Monday, December 10, 2007

Best of the Year

It's that time of year again -- snow falls, Christmas decorations go up, and editors weigh in, one by one, with their "best of the year" anthology choices. Rich Horton has just picked my "Art of War," which appeared in THE NEW SPACE OPERA, edited by Gardner Dozois and Jonathan Strahan. I am flattered -- and bemused. I like this story, but I much prefer "Fountain of Age" or "By Fools Like Me" or "Safeguard" among my own work from 2007. So why "Art of War"?

It's impossible to say, of course, except by Rich Horton, who hasn't (at least, not to me). But the bemusement started me questioning along an old mental track: What makes a story good? This led to a slightly different question: What are people looking for when they read? Different people, obviously must be looking for different things, so here's a varied list of what readers might want from their reading choices:

-- ideas new to them

-- a different way of looking at the world

-- a confirmation that the way they look at the world is indeed correct, and shared

-- to live a while in a different, more interesting world where things work out better than they often do here (I think romance readers usually want this)

-- to identify with characters stronger or more capable or more heroic than life lets us be

-- to observe -- but not necessarily identify with -- characters struggling with real human issues

-- to escape people struggling with real human issues

-- for the pleasures of language: the readable and artful prose, the unexpected word in the unexpected place, the phrase that perfectly captures a situation or sight

There can be more than one right answer. However, one story cannot hit all the answers. And editors, like everybody else, put varying emphases on different answers. You'd think this would lead writers to stop trying to second-guess why some stories are chosen for "Bests" and others are not. But, of course, it stops none of us at all.


bluesman miike Lindner said...

Aw, c'mon, Nancy. Let's lather up and shave with Occam here.

Dey wuz =paid off!=


none said...

I think I look for different things at different times. I read SF for new ideas, and different ways of looking at the world, yes, but also for situations and solutions that don't revolve exclusively around relationships and having affairs.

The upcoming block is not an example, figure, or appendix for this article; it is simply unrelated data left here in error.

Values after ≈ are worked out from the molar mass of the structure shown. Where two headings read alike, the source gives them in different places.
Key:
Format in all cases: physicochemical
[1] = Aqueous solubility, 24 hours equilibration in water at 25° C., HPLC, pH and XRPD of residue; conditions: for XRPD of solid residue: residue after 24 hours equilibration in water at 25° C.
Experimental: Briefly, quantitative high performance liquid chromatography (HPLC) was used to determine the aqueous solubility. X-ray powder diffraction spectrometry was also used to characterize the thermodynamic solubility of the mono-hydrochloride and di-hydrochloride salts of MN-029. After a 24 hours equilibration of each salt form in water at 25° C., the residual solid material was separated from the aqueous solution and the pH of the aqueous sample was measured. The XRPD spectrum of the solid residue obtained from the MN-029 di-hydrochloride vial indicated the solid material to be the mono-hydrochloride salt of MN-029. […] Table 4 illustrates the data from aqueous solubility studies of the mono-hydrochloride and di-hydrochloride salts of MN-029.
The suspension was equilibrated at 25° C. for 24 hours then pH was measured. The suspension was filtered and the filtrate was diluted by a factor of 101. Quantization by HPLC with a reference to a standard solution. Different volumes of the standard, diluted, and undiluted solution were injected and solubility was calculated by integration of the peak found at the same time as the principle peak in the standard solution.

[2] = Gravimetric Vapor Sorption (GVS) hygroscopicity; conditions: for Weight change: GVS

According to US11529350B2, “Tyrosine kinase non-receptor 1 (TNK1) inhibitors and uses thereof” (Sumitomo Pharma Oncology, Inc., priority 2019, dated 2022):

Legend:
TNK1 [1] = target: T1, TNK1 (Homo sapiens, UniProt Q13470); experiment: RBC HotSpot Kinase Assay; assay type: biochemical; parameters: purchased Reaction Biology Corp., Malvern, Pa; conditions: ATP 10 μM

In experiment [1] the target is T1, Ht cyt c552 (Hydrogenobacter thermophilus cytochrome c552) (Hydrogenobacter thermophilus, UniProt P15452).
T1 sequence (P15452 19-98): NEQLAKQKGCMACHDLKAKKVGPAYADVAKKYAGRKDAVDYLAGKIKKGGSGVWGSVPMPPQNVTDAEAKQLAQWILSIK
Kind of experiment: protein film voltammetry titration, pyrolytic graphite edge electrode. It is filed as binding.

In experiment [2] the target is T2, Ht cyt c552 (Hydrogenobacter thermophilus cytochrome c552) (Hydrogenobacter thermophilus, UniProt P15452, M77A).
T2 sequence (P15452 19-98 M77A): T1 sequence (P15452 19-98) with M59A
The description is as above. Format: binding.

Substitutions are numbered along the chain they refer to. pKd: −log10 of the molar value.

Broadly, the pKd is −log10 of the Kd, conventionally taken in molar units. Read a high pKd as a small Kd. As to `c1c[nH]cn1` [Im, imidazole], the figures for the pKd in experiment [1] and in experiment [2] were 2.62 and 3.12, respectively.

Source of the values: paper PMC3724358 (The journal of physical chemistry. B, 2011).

I also take pleasure in good writing, but it has to be writing about something--there has to be plot, something to drive the narrative forward.

One of my favourite reads recently was Sarah Waters' Affinity. Beautiful writing, and a character who was easy to identify with. A strong narrative. And hope denied. Not the most cheerful stuff! But I loved it.

Ann Wilkes said...

How about this one: Make me laugh. I read a great definition of what makes something funny. Someone in a virtual world was explaining "funny" to an AI construct. I think it was in Realtime Interrupt by James P. Hogan. It's all about the unexpected. The unexpected can make us laugh or not, but it isn't boring. :)

Nancy Kress said...

Yes, you're right -- I forgot laughter as a reason for reading.

Nancy Kress said...

Yes, you're right -- I forgot laughter as a reason for reading.

bluesman miike Lindner said...

Little Blues likes stories that make him feel happy inside.

If you love sf, you have an affection for space opera. If not, you're posing.

But...hmmmm... what would be a space =operetta=?

Ann Wilkes said...

I think I just got one published. :) It's a novella that's space opera material published on its own. Silly SF, if you will. The world needs more silly just about now.

bluesman miike Lindner said...

Damn good and damn right, Ann! Brava for you! But please tell me more. I--I've never admitted this to anyone. Not even my closest friends. Please don't laugh at me! But...I LOVE SPACE OPERA! There! I said it, and I'm glad I did. Doc Smith's SKYLARK series? Oh, my. The final battle between the forces of Civilization (read:our type of oxygen-breathing folks) and the wretched Chlorans? And who comes to the rescue in the last extremity? Why, isn't it Richard Seaton's arch-enemy, Dr. Marc C. "Blackie" DuQuesne? Classic its very finest.

But again, please tell me more about your latest sale!

Ann Wilkes said...

Skylark?? Never heard of it. I like Firefly, Dr. Who, Torchwood and what's the one with the Transutopian cruiser affectionately called the Tulip? Oh, it's Starhunter. Love it! And I brought my towel to the Hitchhiker's Guide to the Galaxy movie. Read more about my novella on my blog:

And on this page of my website is the back of the book blurb:
It's called Awesome Lavratt. Mindcontrol, passion and adventure on a galactic scale. All puns intended. ;)

I think it would make a great series. But of course I would. ;)

Steven Francis Murphy said...

What do I look for?

I look for a story to generate resonance in me, something that speaks to me. I look for characters I can at least vaguely identify with. I need at least one of those.

I prefer a story to be entertaining (thou shalt not bore me to death). I prefer not to be preached at when it comes to politics (something American SF writers seem especially prone toward these days). If I wanted a poli-sci lecture, I'd get a non-fiction book.

I want a story to surprise me. I should not be able to predict the ending within the first paragraph or page. If I can predict it, the item goes back on the shelf unread.

What defines best? I don't always know.

But for my two cents, the Best Story of the Year for me was Rachel Swirsky's Heartstrung, which appeared in Interzone Issue 210. It was a case of the porridge being the right temperature, the bed being the right softness, and so forth.

S. F. Murphy